At a time when Craig Gilbert’s masterful and depressing series “Color Us Divided” was appearing I attended a visitation where I could bid a fond, admiring farewell to Pat Lucey.
Almost simultaneously I got a copy of a letter that Mel Laird wrote to the Director of the Fogarty International Center about his long (and long ago) partnership with his friend, colleague, and collaborator on health care and research John Fogarty (D-Rhode Island).
Pat Lucey was, among other things, the most self-effacing politician I ever met, and I have met a lot of politicians.
I was chair of the 1966 Knowles for Governor campaign against Pat which Warren Knowles won.
We got over that.
He once told me that his favorite Republican was Jack Olson, who he beat in the 1964 race for lieutenant governor and the 1970 race for governor. He liked Jack, he said, because Jack was the only Republican he could beat.
He also attributed some of his early success as governor to getting Democrats to vote for programs that his predecessor Knowles had proposed.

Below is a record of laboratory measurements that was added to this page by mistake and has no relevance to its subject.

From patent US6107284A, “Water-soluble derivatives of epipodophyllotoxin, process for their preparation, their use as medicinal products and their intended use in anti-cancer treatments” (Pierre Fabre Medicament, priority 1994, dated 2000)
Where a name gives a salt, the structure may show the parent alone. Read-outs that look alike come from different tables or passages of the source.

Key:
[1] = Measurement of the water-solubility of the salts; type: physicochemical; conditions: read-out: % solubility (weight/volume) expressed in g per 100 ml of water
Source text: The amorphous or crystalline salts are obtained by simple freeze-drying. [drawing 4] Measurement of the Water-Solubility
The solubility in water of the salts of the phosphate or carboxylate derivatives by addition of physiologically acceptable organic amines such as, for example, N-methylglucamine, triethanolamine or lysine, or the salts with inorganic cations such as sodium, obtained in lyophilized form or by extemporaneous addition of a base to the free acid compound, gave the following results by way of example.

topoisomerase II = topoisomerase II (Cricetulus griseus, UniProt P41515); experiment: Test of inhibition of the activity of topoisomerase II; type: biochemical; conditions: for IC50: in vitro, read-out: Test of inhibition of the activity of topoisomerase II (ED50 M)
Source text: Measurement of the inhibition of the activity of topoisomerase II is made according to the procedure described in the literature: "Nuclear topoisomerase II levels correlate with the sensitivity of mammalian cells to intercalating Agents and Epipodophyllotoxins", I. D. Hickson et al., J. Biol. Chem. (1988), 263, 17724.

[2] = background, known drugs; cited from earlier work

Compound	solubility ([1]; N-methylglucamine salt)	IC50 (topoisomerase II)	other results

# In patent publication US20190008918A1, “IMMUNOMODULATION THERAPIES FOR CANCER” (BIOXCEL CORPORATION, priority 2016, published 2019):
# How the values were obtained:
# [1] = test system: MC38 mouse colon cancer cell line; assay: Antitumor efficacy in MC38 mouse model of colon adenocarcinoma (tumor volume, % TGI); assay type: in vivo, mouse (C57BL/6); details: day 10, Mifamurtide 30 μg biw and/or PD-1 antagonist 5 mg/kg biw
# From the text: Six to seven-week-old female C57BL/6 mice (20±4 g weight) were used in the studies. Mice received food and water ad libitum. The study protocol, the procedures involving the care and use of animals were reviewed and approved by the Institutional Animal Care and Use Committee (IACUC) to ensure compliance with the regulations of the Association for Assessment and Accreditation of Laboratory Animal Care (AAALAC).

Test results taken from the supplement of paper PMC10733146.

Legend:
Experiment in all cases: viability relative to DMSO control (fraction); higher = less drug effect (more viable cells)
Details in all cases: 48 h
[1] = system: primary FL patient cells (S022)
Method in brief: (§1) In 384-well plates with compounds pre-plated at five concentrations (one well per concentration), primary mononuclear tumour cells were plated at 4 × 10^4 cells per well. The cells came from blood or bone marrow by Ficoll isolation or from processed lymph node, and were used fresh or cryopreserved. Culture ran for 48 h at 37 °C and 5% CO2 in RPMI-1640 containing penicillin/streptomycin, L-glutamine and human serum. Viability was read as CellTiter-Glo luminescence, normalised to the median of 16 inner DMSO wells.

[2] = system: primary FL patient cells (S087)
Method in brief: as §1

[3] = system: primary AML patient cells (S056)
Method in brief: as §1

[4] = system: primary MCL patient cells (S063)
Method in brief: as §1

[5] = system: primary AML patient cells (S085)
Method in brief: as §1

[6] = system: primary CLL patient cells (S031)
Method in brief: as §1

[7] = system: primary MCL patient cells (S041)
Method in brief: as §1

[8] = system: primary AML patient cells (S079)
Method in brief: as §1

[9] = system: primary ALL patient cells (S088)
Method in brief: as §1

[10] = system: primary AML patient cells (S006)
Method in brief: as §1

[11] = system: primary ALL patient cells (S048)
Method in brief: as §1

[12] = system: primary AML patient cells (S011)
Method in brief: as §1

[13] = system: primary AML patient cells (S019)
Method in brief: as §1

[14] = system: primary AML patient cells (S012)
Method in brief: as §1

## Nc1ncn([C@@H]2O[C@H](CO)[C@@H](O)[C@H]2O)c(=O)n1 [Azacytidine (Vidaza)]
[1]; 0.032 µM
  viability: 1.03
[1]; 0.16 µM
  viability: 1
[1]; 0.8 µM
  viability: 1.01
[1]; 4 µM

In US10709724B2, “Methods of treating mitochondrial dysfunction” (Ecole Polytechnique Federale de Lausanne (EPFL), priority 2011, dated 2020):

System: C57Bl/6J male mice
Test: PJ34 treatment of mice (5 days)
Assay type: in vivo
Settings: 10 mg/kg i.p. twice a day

Typically he downplayed his enormous success on most matters great and small while he was governor up to and including the essential but vigorously opposed merger of the two state systems of higher education, where he was lavish in his praise of the help he got from then UW-Stevens Point chancellor Lee Dreyfus and state Senator Tiny Kreuger of Merrill.
Mel Laird is remembered as the Secretary of the Department of Defense who orchestrated our country’s withdrawal from Vietnam. Overlooked or unknown are his enormous contributions to national health research and disease control in partnership with the aforementioned Democratic Representative John Fogarty. It took both of them to get the money for the National Institutes of Health and the Center for Disease Control through the Congress and past the reluctant presidents Eisenhower, Kennedy and Johnson.
An element of this alliance was that Laird went to Rhode Island and campaigned for Fogarty and Fogarty repaid the favor in Wisconsin—-an idea emulated recently by state senators Tim Cullen (D) and Dale Schultz (R) to tepid applause.
What I find notable in retrospect, along with their contributions to the public good, is how much these men respected the trade and its practitioners.
Cause and effect? Probably, but not provably.
Better than demonizing and gridlock? Indisputably.
Office: Common Cause Wisconsin
Issues: Money in Politics